Robert Malone thinks he is now a psychologist, but he is not, and he is wrong about pandemic ‘mass formation psychosis’


The term does not appear in the American Psychological Association’s Dictionary of Psychology.


The Business Insider

An anti-vaxx scientist said ‘mass formation psychosis’ caused people to follow COVID-19 measures. Psychologists say there’s no such thing.

Sarah Al-Arshani Jan 9, 2022, 3:03 PM

  • A scientist coined the phrase “mass formation psychosis” on a podcast with Joe Rogan. 
  • Dr. Robert Malone said millions of people were “hypnotized” to believe established COVID-19 facts.
  • Psychology experts told the Associated Press there’s no merit to Malone’s claims.


Psychology experts have explained that there is “no evidence whatsoever” to show that a theory aired on Joe Rogan’s podcast about people believing in mainstream ideas around Covid is true.

Jay Van Bavel, an assistant professor of psychology at New York University, was among many professors of psychology and neurological science to debunk a concept called “mass formation psychosis”.


“There is no evidence of pandemic ‘mass formation psychosis’, according to Reuters and The Associated Press”



The Buffalo News

FACT FOCUS: Unfounded theory used to dismiss COVID measures

  • By ANGELO FICHERA and JOSH KELETY – Associated Press
  • Jan 8, 2022 Updated Jan 8, 202

An unfounded theory taking root online suggests millions of people have been “hypnotized” into believing mainstream ideas about COVID-19, including steps to combat it such as testing and vaccination.

In widely shared social media posts this week, efforts to combat the disease have been dismissed with just three words: “mass formation psychosis.”

The term gained attention after it was floated by Dr. Robert Malone on “The Joe Rogan Experience” Dec. 31 podcast. Malone is a scientist who once researched mRNA technology but is now a vocal skeptic of the COVID-19 vaccines that use it.

But psychology experts say the concept described by Malone is not supported by evidence, and is similar to theories that have long been discredited. Here’s a look at the facts.

CLAIM: The concept of “mass formation psychosis” explains why millions of people believe in a mainstream COVID-19 “narrative” and trust the safety and efficacy of the vaccines.

THE FACTS: Malone highlighted the unfounded theory on a podcast hosted by comedian and commentator Joe Rogan. During the episode, Malone cast doubt on COVID-19 vaccine safety and claimed the mass psychosis has resulted in a “third of the population basically being hypnotized” into believing what Dr. Anthony Fauci, the nation’s top infectious disease expert, and mainstream news outlets say.

Malone went on to say that the phenomenon explained Nazi Germany.

“When you have a society that has become decoupled from each other and has free-floating anxiety in a sense that things don’t make sense, we can’t understand it, and then their attention gets focused by a leader or a series of events on one small point, just like hypnosis, they literally become hypnotized and can be led anywhere,” Malone said. He claimed such people will not allow the “narrative” to be questioned.

Crediting a professor in Belgium, Malone also said in a December blog post that this “mass hypnosis” explains millions of people becoming captivated by the “dominant narrative concerning the safety and effectiveness of the genetic vaccines.”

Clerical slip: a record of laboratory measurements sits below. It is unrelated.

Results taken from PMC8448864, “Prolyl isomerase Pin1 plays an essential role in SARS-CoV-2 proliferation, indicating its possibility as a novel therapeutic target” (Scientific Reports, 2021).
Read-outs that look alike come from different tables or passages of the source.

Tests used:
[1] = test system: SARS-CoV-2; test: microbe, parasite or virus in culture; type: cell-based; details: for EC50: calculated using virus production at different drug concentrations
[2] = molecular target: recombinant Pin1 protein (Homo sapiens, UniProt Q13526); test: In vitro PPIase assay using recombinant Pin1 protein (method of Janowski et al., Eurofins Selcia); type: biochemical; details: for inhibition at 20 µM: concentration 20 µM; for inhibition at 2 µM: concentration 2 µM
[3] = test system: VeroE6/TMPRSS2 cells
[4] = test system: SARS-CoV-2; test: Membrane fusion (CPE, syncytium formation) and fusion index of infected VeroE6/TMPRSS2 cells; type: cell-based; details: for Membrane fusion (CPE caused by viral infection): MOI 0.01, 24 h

Psychology experts say there is no support for the “psychosis” theory described by Malone.

“To my knowledge, there’s no evidence whatsoever for this concept,” said Jay Van Bavel, an assistant professor of psychology and neural science at New York University who recently co-authored a book on group identities. Van Bavel said he had never encountered the phrase “mass formation psychosis” in his years of research, nor could he find it in any peer-reviewed literature.

“The concept has no academic credibility,” Stephen Reicher, a social psychology professor at the University of St Andrews in the U.K., wrote in an email to The Associated Press.

The term also does not appear in the American Psychological Association’s Dictionary of Psychology.

“Psychosis” is a term that refers to conditions that involve some disconnect from reality. According to a National Institutes of Health estimate, about 3% of people experience some form of psychosis at some time in their lives.

Richard McNally, a professor of clinical psychology at Harvard University, wrote in an email that people who support COVID-19 vaccines and public health guidance are not delusional. Rather, they are “fully responsive to the arguments and evidence adduced by the relevant scientific experts.”

The description of “mass formation psychosis” offered by Malone resembles discredited concepts, such as “mob mentality” and “group mind,” according to John Drury, a social psychologist at the University of Sussex in the U.K. who studies collective behavior. The ideas suggest that “when people form part of a psychological crowd they lose their identities and their self-control; they become suggestible, and primitive instinctive impulses predominate,” he said in an email.

That notion has been discredited by decades of research on crowd behavior, Drury said. “No respectable psychologist agrees with these ideas now,” he said.



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1 Response to Robert Malone thinks he is now a psychologist, but he is not, and he is wrong about pandemic ‘mass formation psychosis’

  1. Pingback: Robert W Malone MD | weehingthong

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